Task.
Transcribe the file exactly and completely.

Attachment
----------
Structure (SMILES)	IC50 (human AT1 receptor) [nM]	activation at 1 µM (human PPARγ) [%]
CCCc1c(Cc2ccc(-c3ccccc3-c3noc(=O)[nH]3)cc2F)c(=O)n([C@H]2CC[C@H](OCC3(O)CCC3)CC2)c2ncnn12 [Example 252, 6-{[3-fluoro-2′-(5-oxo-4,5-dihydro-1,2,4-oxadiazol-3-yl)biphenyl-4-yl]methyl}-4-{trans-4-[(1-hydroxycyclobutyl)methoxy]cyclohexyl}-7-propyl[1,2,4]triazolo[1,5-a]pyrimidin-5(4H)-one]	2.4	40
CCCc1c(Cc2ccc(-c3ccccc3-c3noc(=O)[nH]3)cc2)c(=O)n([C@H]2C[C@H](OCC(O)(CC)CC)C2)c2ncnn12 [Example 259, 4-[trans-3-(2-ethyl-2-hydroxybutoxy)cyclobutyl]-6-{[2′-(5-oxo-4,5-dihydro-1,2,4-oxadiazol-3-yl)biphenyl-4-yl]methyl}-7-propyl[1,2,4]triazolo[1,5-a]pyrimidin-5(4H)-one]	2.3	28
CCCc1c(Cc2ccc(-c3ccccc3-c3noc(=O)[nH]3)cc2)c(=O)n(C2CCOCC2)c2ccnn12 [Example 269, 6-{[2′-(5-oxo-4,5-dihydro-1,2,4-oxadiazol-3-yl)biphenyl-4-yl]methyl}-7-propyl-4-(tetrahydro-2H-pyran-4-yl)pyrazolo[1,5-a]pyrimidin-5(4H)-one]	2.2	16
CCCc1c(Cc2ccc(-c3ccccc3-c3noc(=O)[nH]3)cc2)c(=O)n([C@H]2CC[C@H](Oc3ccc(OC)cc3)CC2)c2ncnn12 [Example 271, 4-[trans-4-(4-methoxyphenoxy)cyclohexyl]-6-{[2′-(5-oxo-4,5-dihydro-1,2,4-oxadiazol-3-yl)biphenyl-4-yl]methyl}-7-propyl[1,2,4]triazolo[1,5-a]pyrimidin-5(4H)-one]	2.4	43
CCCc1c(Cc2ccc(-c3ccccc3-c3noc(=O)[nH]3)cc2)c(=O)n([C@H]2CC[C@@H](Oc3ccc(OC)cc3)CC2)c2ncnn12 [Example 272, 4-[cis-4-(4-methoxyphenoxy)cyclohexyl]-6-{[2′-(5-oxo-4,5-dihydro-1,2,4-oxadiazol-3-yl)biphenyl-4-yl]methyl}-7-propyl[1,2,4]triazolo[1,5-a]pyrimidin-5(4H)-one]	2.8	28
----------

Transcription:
Structure (SMILES)	IC50 (human AT1 receptor) [nM]	activation at 1 µM (human PPARγ) [%]
CCCc1c(Cc2ccc(-c3ccccc3-c3noc(=O)[nH]3)cc2F)c(=O)n([C@H]2CC[C@H](OCC3(O)CCC3)CC2)c2ncnn12 [Example 252, 6-{[3-fluoro-2′-(5-oxo-4,5-dihydro-1,2,4-oxadiazol-3-yl)biphenyl-4-yl]methyl}-4-{trans-4-[(1-hydroxycyclobutyl)methoxy]cyclohexyl}-7-propyl[1,2,4]triazolo[1,5-a]pyrimidin-5(4H)-one]	2.4	40
CCCc1c(Cc2ccc(-c3ccccc3-c3noc(=O)[nH]3)cc2)c(=O)n([C@H]2C[C@H](OCC(O)(CC)CC)C2)c2ncnn12 [Example 259, 4-[trans-3-(2-ethyl-2-hydroxybutoxy)cyclobutyl]-6-{[2′-(5-oxo-4,5-dihydro-1,2,4-oxadiazol-3-yl)biphenyl-4-yl]methyl}-7-propyl[1,2,4]triazolo[1,5-a]pyrimidin-5(4H)-one]	2.3	28
CCCc1c(Cc2ccc(-c3ccccc3-c3noc(=O)[nH]3)cc2)c(=O)n(C2CCOCC2)c2ccnn12 [Example 269, 6-{[2′-(5-oxo-4,5-dihydro-1,2,4-oxadiazol-3-yl)biphenyl-4-yl]methyl}-7-propyl-4-(tetrahydro-2H-pyran-4-yl)pyrazolo[1,5-a]pyrimidin-5(4H)-one]	2.2	16
CCCc1c(Cc2ccc(-c3ccccc3-c3noc(=O)[nH]3)cc2)c(=O)n([C@H]2CC[C@H](Oc3ccc(OC)cc3)CC2)c2ncnn12 [Example 271, 4-[trans-4-(4-methoxyphenoxy)cyclohexyl]-6-{[2′-(5-oxo-4,5-dihydro-1,2,4-oxadiazol-3-yl)biphenyl-4-yl]methyl}-7-propyl[1,2,4]triazolo[1,5-a]pyrimidin-5(4H)-one]	2.4	43
CCCc1c(Cc2ccc(-c3ccccc3-c3noc(=O)[nH]3)cc2)c(=O)n([C@H]2CC[C@@H](Oc3ccc(OC)cc3)CC2)c2ncnn12 [Example 272, 4-[cis-4-(4-methoxyphenoxy)cyclohexyl]-6-{[2′-(5-oxo-4,5-dihydro-1,2,4-oxadiazol-3-yl)biphenyl-4-yl]methyl}-7-propyl[1,2,4]triazolo[1,5-a]pyrimidin-5(4H)-one]	2.8	28